11 Sewing Tools You Need to have to Get Started with Sewing

by Leanna Levine | Last Updated: March 1, 2017

If you look on Amazon or JoAnn Fabrics websites you’ll see zillions of sewing gadgets. Do you need all those to get started? No! It’s fun to collect them as you get more and more into sewing, but to start with, all you need are these few basics besides your sewing machine.

1. Iron and Ironing board



Just as important as your sewing machine, these tools make your projects crisp and precise. Ironing your seams after you finish sewing them, make a huge difference in the quality of your work.

Measuring Tools

“Measure twice, cut once,” as the old saying goes. You need to have some tools to make sure you cut your fabric to the right sizes.

2. Ruler



The best kind of ruler for sewing is clear so you can see your fabric through it. A handy and versatile size is 6 inches wide by 24 inches long. This will serve you well for just about all types of projects.

3. Measuring Tape:


Whether it’s a cloth or plastic tape it will come wound in a coil and is usually five feet long. You need this especially when you sew garments because it’s flexible enough to be wrapped around a person to make sure the clothing will fit.

4. Seam Gauge:


This small tool helps you make sure your hems are even and seams are consistent.

5. Marking Tools:


There are several options for marking your fabric, but you want to make sure those marks are not permanent.

So don’t use a pen made for paper.

Sewing tools for marking are made of chalk or washable ink so you can use the marks to properly line up pattern pieces and then get rid of them after your project is sewn.

Make sure to get both a light and dark color to show up on dark or light fabrics.

Cutting Tools

It’s kind of funny that we cut fabric up just to sew it back together again, but it’s true. Sewing involves a lot of cutting and there are lots of different tools to accomplish this.

6. Sewing Scissors:


Every seamstress will tell you, keep one pair of scissors for fabric only. If you live with other people, make sure to write “fabric only” on the handle of your sewing scissors with a permanent marker. There’s nothing so maddening as trying to cut fabric with scissors that have been ruthlessly dulled by somebody chopping paper with them!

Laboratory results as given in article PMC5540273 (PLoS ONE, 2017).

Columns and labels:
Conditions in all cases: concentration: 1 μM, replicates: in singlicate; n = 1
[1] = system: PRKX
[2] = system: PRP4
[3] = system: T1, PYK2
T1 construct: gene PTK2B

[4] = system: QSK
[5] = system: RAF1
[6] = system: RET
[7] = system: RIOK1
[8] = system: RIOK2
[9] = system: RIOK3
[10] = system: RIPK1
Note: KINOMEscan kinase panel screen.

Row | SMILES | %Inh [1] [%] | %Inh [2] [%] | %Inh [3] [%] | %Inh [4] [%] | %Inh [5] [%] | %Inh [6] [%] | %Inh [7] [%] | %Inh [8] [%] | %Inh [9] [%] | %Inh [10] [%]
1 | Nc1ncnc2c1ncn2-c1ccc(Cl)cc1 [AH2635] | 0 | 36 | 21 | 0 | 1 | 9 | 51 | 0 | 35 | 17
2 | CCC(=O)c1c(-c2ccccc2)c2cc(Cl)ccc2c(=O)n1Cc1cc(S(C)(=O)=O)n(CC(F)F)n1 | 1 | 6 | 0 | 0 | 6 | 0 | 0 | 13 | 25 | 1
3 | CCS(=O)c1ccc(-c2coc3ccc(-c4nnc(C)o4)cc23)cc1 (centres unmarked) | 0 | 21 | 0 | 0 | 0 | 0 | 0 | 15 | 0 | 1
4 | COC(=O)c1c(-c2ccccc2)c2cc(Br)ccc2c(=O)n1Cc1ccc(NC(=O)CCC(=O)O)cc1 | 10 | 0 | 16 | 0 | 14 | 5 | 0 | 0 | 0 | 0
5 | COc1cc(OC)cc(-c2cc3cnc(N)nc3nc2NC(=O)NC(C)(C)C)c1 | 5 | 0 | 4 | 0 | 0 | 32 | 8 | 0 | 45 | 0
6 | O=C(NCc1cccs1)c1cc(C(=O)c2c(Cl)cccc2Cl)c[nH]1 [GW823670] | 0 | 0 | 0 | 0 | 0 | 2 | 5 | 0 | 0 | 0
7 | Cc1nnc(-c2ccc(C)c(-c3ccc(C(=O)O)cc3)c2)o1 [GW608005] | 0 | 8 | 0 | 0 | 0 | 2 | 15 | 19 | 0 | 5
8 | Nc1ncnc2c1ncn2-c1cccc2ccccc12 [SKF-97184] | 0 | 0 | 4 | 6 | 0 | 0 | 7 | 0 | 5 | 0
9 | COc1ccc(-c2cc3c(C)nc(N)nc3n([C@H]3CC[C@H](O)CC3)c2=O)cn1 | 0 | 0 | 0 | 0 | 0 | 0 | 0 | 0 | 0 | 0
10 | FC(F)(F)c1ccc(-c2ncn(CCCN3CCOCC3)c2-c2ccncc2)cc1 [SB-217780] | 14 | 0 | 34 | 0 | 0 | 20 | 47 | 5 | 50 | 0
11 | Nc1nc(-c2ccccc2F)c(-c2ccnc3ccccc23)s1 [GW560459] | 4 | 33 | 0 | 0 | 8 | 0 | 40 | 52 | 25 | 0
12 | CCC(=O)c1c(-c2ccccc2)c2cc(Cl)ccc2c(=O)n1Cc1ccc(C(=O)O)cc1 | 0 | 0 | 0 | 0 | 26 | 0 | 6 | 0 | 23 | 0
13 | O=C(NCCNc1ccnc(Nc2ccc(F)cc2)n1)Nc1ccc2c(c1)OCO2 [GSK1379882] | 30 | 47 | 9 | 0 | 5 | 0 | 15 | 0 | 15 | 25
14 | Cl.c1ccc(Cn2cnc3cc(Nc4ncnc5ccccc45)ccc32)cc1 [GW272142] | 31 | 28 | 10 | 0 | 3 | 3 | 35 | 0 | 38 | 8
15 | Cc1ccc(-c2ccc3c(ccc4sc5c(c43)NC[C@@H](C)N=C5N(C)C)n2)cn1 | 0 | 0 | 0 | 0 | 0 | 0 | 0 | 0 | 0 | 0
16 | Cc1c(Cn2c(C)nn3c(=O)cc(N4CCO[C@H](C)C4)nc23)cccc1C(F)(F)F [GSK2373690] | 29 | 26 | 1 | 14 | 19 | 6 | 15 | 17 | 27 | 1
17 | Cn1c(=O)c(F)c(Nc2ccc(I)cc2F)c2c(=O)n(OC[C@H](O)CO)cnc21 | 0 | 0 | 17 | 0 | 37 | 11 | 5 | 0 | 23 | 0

7. Pinking Shears:


This handy little type of scissors makes finishing seams a breeze. It’s the easiest method to solve a perplexing problem. Many kinds of fabric, especially quilting cotton, will fray on the cut edges if you don’t do something about that. Pinking shears cut in a zig-zag pattern, which makes the fibers short on the tiny zigs and zags and prevents your seams from unravelling.

8. Thread Scissors:


Keep a pair of tiny scissors around to cut your thread. If you cut it with your large sewing scissors you might accidentally nip your fabric where you don’t want to. These little guys are always getting misplaced too, so it’s a good idea to tie a length of ribbon to the handle and hang them around your neck like a necklace. That way they’re always right where you need them.

9. Pins and Pin Cushion:


You may think you can get away with holding your fabric together with your fingers as you sew, and OK, that can work for really short seams. But your fabric will creep up on longer seams and you’ll end up with the ends a long way from matching up. So to solve this, use pins to hold your fabric perfectly in place. And keeping your pins in a pin cushion will keep them from falling all over the floor. Your feet will thank you for that!

10. Hand Sewing Needles:


As much fun as it is to use your sewing machine for everything, there are still some things only a good ol’ fashioned needle and thread can do best, like sewing on a button or whipstitching a casing closed.

11. Seam Ripper:


Don’t feel bad when you make a mistake. It happens to us all whether we’re beginners or advanced seamstresses. Have a seam ripper handy before it happens, so you can solve the problem quickly and move on.

So now that you have your basic toolbox full and ready to go, you’re all set to make something lovely!